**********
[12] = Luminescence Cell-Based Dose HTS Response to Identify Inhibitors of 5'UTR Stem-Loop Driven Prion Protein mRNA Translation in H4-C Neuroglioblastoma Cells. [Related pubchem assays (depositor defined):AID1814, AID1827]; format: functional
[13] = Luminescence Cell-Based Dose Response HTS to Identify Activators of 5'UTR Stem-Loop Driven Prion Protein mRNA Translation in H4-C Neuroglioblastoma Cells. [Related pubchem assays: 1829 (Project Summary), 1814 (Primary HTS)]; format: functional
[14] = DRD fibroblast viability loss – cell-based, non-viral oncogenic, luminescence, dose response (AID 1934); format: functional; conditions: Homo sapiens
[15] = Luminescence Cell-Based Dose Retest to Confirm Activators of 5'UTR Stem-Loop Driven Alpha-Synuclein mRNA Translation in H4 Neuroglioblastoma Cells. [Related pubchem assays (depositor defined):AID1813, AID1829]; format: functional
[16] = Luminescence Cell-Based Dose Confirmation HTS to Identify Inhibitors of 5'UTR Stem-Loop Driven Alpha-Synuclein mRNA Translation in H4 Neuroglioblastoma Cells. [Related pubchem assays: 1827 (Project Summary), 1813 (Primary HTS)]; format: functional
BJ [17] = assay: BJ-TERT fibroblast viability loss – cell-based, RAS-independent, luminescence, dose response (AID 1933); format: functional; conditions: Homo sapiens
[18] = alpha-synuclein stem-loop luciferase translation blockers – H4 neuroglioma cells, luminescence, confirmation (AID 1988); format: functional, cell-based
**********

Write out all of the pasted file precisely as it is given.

[12] = Luminescence Cell-Based Dose HTS Response to Identify Inhibitors of 5'UTR Stem-Loop Driven Prion Protein mRNA Translation in H4-C Neuroglioblastoma Cells. [Related pubchem assays (depositor defined):AID1814, AID1827]; format: functional
[13] = Luminescence Cell-Based Dose Response HTS to Identify Activators of 5'UTR Stem-Loop Driven Prion Protein mRNA Translation in H4-C Neuroglioblastoma Cells. [Related pubchem assays: 1829 (Project Summary), 1814 (Primary HTS)]; format: functional
[14] = DRD fibroblast viability loss – cell-based, non-viral oncogenic, luminescence, dose response (AID 1934); format: functional; conditions: Homo sapiens
[15] = Luminescence Cell-Based Dose Retest to Confirm Activators of 5'UTR Stem-Loop Driven Alpha-Synuclein mRNA Translation in H4 Neuroglioblastoma Cells. [Related pubchem assays (depositor defined):AID1813, AID1829]; format: functional
[16] = Luminescence Cell-Based Dose Confirmation HTS to Identify Inhibitors of 5'UTR Stem-Loop Driven Alpha-Synuclein mRNA Translation in H4 Neuroglioblastoma Cells. [Related pubchem assays: 1827 (Project Summary), 1813 (Primary HTS)]; format: functional
BJ [17] = assay: BJ-TERT fibroblast viability loss – cell-based, RAS-independent, luminescence, dose response (AID 1933); format: functional; conditions: Homo sapiens
[18] = alpha-synuclein stem-loop luciferase translation blockers – H4 neuroglioma cells, luminescence, confirmation (AID 1988); format: functional, cell-based